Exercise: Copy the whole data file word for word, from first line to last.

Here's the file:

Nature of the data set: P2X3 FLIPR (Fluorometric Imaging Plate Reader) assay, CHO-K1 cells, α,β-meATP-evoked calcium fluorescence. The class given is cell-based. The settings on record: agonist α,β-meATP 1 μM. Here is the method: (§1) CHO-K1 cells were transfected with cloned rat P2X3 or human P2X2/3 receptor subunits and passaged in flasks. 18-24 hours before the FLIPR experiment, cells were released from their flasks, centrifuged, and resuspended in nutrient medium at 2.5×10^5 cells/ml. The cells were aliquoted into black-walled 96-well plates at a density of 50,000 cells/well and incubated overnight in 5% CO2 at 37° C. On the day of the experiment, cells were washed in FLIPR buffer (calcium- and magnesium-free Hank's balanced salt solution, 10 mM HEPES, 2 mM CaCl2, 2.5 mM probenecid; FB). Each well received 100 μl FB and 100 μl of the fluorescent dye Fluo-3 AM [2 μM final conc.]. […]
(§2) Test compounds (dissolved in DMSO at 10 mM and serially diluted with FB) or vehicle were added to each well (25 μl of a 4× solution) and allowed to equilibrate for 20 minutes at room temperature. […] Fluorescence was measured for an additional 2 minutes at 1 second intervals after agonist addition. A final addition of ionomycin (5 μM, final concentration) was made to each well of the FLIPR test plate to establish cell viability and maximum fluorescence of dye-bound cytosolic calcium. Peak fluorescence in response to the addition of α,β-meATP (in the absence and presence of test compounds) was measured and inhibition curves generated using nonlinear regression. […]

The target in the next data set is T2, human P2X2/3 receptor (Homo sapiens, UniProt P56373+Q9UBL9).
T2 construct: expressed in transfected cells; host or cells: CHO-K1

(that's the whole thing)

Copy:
Nature of the data set: P2X3 FLIPR (Fluorometric Imaging Plate Reader) assay, CHO-K1 cells, α,β-meATP-evoked calcium fluorescence. The class given is cell-based. The settings on record: agonist α,β-meATP 1 μM. Here is the method: (§1) CHO-K1 cells were transfected with cloned rat P2X3 or human P2X2/3 receptor subunits and passaged in flasks. 18-24 hours before the FLIPR experiment, cells were released from their flasks, centrifuged, and resuspended in nutrient medium at 2.5×10^5 cells/ml. The cells were aliquoted into black-walled 96-well plates at a density of 50,000 cells/well and incubated overnight in 5% CO2 at 37° C. On the day of the experiment, cells were washed in FLIPR buffer (calcium- and magnesium-free Hank's balanced salt solution, 10 mM HEPES, 2 mM CaCl2, 2.5 mM probenecid; FB). Each well received 100 μl FB and 100 μl of the fluorescent dye Fluo-3 AM [2 μM final conc.]. […]
(§2) Test compounds (dissolved in DMSO at 10 mM and serially diluted with FB) or vehicle were added to each well (25 μl of a 4× solution) and allowed to equilibrate for 20 minutes at room temperature. […] Fluorescence was measured for an additional 2 minutes at 1 second intervals after agonist addition. A final addition of ionomycin (5 μM, final concentration) was made to each well of the FLIPR test plate to establish cell viability and maximum fluorescence of dye-bound cytosolic calcium. Peak fluorescence in response to the addition of α,β-meATP (in the absence and presence of test compounds) was measured and inhibition curves generated using nonlinear regression. […]

The target in the next data set is T2, human P2X2/3 receptor (Homo sapiens, UniProt P56373+Q9UBL9).
T2 construct: expressed in transfected cells; host or cells: CHO-K1